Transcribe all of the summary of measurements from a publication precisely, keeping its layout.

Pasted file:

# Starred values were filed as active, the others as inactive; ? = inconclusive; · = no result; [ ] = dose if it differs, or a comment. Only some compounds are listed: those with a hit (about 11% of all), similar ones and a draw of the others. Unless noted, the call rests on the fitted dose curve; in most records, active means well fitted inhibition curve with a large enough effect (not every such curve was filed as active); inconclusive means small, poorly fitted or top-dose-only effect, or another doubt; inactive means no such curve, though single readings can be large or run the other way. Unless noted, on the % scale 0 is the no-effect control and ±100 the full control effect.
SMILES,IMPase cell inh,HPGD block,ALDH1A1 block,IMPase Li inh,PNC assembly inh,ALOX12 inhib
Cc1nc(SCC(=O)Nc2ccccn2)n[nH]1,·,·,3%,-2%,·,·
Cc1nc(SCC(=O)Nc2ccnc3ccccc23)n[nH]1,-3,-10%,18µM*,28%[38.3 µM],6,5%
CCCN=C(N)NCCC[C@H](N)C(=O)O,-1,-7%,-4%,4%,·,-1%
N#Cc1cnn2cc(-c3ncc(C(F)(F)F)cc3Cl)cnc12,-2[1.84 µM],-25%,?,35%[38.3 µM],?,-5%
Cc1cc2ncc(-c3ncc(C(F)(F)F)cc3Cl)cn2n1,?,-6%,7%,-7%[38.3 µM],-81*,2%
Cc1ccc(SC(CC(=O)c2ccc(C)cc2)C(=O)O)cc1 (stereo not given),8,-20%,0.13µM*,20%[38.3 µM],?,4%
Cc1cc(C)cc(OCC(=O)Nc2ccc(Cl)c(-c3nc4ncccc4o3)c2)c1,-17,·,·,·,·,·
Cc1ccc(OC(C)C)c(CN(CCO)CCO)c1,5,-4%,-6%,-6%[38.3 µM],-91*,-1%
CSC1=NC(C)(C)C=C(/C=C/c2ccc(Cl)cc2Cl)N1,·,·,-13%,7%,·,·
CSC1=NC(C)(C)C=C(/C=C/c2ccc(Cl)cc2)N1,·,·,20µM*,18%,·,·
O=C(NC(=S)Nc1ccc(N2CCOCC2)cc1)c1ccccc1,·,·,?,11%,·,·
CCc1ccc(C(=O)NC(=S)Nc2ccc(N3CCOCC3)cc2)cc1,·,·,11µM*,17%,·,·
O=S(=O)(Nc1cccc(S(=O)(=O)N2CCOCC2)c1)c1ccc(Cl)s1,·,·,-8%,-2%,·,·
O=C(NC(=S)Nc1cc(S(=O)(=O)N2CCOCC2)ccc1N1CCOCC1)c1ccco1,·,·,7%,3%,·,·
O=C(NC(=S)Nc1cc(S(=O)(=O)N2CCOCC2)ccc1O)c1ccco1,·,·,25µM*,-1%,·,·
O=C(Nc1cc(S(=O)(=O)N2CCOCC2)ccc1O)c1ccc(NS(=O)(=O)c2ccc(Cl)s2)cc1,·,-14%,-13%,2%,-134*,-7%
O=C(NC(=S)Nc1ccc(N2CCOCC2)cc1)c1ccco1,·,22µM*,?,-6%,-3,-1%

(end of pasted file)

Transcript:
# Starred values were filed as active, the others as inactive; ? = inconclusive; · = no result; [ ] = dose if it differs, or a comment. Only some compounds are listed: those with a hit (about 11% of all), similar ones and a draw of the others. Unless noted, the call rests on the fitted dose curve; in most records, active means well fitted inhibition curve with a large enough effect (not every such curve was filed as active); inconclusive means small, poorly fitted or top-dose-only effect, or another doubt; inactive means no such curve, though single readings can be large or run the other way. Unless noted, on the % scale 0 is the no-effect control and ±100 the full control effect.
SMILES,IMPase cell inh,HPGD block,ALDH1A1 block,IMPase Li inh,PNC assembly inh,ALOX12 inhib
Cc1nc(SCC(=O)Nc2ccccn2)n[nH]1,·,·,3%,-2%,·,·
Cc1nc(SCC(=O)Nc2ccnc3ccccc23)n[nH]1,-3,-10%,18µM*,28%[38.3 µM],6,5%
CCCN=C(N)NCCC[C@H](N)C(=O)O,-1,-7%,-4%,4%,·,-1%
N#Cc1cnn2cc(-c3ncc(C(F)(F)F)cc3Cl)cnc12,-2[1.84 µM],-25%,?,35%[38.3 µM],?,-5%
Cc1cc2ncc(-c3ncc(C(F)(F)F)cc3Cl)cn2n1,?,-6%,7%,-7%[38.3 µM],-81*,2%
Cc1ccc(SC(CC(=O)c2ccc(C)cc2)C(=O)O)cc1 (stereo not given),8,-20%,0.13µM*,20%[38.3 µM],?,4%
Cc1cc(C)cc(OCC(=O)Nc2ccc(Cl)c(-c3nc4ncccc4o3)c2)c1,-17,·,·,·,·,·
Cc1ccc(OC(C)C)c(CN(CCO)CCO)c1,5,-4%,-6%,-6%[38.3 µM],-91*,-1%
CSC1=NC(C)(C)C=C(/C=C/c2ccc(Cl)cc2Cl)N1,·,·,-13%,7%,·,·
CSC1=NC(C)(C)C=C(/C=C/c2ccc(Cl)cc2)N1,·,·,20µM*,18%,·,·
O=C(NC(=S)Nc1ccc(N2CCOCC2)cc1)c1ccccc1,·,·,?,11%,·,·
CCc1ccc(C(=O)NC(=S)Nc2ccc(N3CCOCC3)cc2)cc1,·,·,11µM*,17%,·,·
O=S(=O)(Nc1cccc(S(=O)(=O)N2CCOCC2)c1)c1ccc(Cl)s1,·,·,-8%,-2%,·,·
O=C(NC(=S)Nc1cc(S(=O)(=O)N2CCOCC2)ccc1N1CCOCC1)c1ccco1,·,·,7%,3%,·,·
O=C(NC(=S)Nc1cc(S(=O)(=O)N2CCOCC2)ccc1O)c1ccco1,·,·,25µM*,-1%,·,·
O=C(Nc1cc(S(=O)(=O)N2CCOCC2)ccc1O)c1ccc(NS(=O)(=O)c2ccc(Cl)s2)cc1,·,-14%,-13%,2%,-134*,-7%
O=C(NC(=S)Nc1ccc(N2CCOCC2)cc1)c1ccco1,·,22µM*,?,-6%,-3,-1%